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Opinion: How To Understand The WHO’s Zika ‘Emergency’ (And Not Be Terrified By It)

Jaqueline Vieira, left, watches as her 3-month-old son Daniel, who was born with microcephaly, undergoes physical therapy at the Altino Ventura foundation in Recife, Brazil. (AP Photo/Felipe Dana)

Jaqueline Vieira, left, watches as her 3-month-old son Daniel, who was born with microcephaly, undergoes physical therapy at the Altino Ventura foundation in Recife, Brazil. (Felipe Dana/AP)

The director-general of the World Health Organization has declared Zika virus a “public health emergency of international concern” — a PHEIC, pronounced “fike,” rhymes with spike, if you want to sound like a member of the WHO emergency committee.

It’s natural to be concerned when the WHO declares an epidemic — it has only done so three other times in its history: the 2009 influenza outbreak, an upswing in polio cases in 2014, and the West African Ebola outbreak in 2015. The question is: What makes the WHO concerned and how concerned should we be?

In this case, the disease itself is not as scary as the complications that have been linked to the virus — associations that have not yet been confirmed. Declaring a PHEIC allows the WHO to coordinate the international response, release emergency funds to better study the virus and confirm those potential complications as quickly as possible.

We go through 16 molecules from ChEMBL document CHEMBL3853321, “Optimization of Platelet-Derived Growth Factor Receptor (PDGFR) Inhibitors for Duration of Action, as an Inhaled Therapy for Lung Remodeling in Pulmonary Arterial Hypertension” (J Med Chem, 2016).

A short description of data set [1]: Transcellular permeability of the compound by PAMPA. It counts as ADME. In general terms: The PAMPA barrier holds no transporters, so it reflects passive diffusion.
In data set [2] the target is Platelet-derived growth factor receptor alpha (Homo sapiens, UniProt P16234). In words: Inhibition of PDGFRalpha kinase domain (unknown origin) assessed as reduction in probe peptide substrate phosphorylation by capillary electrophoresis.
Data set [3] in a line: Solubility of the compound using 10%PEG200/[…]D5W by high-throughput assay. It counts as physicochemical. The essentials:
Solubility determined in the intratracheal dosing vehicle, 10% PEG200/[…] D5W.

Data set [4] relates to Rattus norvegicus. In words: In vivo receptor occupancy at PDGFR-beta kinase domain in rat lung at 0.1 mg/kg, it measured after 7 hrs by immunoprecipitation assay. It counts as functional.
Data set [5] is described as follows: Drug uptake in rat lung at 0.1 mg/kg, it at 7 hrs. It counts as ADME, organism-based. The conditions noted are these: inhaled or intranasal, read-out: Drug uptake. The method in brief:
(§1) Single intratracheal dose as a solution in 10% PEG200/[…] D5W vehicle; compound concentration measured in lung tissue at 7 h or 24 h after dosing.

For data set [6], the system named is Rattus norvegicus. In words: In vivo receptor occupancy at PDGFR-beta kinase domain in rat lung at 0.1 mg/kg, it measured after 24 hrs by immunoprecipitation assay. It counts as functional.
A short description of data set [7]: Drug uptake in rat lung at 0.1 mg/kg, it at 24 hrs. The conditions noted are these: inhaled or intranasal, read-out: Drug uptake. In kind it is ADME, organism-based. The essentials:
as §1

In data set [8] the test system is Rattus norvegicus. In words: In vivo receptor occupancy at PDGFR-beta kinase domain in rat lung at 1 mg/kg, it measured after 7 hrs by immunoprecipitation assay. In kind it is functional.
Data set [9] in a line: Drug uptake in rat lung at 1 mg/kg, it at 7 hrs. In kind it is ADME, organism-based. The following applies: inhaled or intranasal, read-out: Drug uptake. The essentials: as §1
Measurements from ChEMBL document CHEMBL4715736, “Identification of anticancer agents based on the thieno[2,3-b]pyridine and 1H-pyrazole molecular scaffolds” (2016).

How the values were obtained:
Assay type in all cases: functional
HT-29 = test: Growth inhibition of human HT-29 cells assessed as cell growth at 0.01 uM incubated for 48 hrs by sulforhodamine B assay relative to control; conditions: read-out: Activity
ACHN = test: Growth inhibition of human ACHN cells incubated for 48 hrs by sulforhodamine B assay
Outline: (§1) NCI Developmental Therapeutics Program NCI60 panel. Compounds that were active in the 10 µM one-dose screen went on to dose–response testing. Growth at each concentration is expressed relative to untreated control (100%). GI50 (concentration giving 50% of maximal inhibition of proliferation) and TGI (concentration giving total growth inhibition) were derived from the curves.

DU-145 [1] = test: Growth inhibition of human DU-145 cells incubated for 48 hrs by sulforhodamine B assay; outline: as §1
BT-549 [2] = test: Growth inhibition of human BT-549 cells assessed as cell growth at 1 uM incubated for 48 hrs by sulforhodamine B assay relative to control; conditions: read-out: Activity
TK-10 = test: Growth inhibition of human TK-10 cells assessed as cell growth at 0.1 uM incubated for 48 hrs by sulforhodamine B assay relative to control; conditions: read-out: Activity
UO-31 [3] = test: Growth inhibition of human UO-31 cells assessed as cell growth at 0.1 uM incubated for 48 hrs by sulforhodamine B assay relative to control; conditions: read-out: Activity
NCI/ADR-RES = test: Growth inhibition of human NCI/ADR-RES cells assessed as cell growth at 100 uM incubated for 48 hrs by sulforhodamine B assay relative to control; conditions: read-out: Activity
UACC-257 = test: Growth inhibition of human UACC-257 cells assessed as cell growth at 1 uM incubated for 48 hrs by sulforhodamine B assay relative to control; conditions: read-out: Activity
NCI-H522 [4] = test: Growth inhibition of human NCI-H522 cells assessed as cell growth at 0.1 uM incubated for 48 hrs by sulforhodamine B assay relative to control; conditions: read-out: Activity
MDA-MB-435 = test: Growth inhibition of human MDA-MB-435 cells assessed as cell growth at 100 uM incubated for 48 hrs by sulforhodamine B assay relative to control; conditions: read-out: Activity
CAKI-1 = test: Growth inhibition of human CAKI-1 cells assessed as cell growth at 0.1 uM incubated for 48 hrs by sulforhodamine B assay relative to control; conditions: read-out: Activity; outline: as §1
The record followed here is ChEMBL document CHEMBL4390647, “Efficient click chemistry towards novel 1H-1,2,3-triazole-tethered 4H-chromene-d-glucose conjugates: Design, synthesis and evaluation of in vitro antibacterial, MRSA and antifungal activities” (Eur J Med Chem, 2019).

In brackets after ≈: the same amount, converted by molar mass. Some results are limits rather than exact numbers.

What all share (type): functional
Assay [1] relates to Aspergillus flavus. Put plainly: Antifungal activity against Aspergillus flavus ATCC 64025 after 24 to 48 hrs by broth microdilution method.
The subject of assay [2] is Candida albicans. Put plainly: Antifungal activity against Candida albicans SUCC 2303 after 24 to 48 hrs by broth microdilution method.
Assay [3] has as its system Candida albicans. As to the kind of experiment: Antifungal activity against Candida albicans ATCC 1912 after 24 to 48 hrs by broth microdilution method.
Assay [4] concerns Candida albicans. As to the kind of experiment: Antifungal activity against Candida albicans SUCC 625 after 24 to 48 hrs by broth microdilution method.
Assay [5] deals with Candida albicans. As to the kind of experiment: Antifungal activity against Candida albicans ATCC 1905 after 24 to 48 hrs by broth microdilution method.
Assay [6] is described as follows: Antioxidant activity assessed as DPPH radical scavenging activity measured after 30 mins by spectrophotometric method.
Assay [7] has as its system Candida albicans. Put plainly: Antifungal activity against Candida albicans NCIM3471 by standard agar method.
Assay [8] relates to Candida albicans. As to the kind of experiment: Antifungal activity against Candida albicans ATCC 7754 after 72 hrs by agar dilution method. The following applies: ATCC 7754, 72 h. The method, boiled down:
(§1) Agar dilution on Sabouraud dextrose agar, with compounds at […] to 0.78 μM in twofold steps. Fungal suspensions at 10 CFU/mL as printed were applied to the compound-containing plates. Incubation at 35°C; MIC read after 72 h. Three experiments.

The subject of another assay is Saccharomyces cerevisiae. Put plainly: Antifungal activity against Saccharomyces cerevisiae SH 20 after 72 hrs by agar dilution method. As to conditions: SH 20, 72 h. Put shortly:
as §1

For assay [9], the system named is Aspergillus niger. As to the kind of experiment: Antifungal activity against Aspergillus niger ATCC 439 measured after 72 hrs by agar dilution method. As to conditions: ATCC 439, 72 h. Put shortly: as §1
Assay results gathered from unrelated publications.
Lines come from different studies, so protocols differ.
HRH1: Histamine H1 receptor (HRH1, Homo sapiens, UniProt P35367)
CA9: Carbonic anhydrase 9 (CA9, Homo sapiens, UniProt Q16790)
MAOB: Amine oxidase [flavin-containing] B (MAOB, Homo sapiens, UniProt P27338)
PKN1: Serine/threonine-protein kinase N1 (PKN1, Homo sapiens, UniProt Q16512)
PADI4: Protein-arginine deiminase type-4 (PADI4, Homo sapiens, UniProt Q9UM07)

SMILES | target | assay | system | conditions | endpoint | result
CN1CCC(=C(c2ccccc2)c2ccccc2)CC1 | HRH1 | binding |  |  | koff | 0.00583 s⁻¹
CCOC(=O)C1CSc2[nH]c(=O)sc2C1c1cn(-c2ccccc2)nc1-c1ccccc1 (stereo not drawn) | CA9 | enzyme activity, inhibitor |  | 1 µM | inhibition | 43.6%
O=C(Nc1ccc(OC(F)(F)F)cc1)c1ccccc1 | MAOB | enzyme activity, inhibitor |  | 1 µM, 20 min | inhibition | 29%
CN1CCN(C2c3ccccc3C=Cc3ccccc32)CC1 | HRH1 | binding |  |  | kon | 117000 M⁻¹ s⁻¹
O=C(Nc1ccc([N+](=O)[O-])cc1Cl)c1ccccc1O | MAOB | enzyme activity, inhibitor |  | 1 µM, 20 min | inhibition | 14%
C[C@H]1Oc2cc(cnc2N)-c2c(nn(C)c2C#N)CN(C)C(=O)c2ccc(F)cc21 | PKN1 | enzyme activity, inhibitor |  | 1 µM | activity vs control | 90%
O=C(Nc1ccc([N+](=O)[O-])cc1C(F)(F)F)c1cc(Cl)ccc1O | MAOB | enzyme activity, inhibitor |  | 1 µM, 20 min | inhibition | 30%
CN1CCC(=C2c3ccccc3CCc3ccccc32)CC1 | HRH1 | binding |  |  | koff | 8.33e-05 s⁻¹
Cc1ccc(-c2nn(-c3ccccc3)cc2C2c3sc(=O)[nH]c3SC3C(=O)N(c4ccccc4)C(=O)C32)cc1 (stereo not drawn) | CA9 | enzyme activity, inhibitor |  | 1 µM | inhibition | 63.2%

Here’s what we know. First, we know the virus is spreading quickly. The mosquito that carries the virus can be found from South America up to our hot and humid southeastern states in the U.S. And because the virus only arrived in the Western Hemisphere in 2014 — perhaps because of the World Cup or other sporting events — no one here has immunity to it, making it easy for mosquitoes to spread the virus. Some experts believe the virus can spread throughout the Americas, wherever the mosquito lives.

All this makes Zika sound scary, but we also know that up to 80 percent of people who catch the virus do not even display any symptoms. Those that do tend to have a mild illness with joint pain, a rash, red eyes and a fever, all of which resolve in four to seven days. No deaths have been reported so far that directly link to the virus. This is a far cry from Ebola, which causes a hemorrhagic syndrome that leads to death in as many as 50 percent of cases. Zika virus is worrisome in that it may cause horrible birth defects, but, put simply, it is not as scary as Ebola.

Still, it is the unknown that also concerns the WHO. Continue reading

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Zika Virus Prompts ‘Global Emergency,’ So Why Don’t U.S. Officials Sound Worried?

A doctor draws blood from Luana, who was born with microcephaly, at the Oswaldo Cruz Hospital in Recife, Brazil. Brazilian officials believe there's a sharp increase in cases of microcephaly and strongly suspect the Zika virus, which first appeared in the country last year, is to blame. (Felipe Dana/AP)

A doctor draws blood from Luana, who was born with microcephaly, at the Oswaldo Cruz Hospital in Recife, Brazil. Brazilian officials believe there’s a sharp increase in cases of microcephaly and strongly suspect the Zika virus, which first appeared in the country last year, is to blame. (Felipe Dana/AP)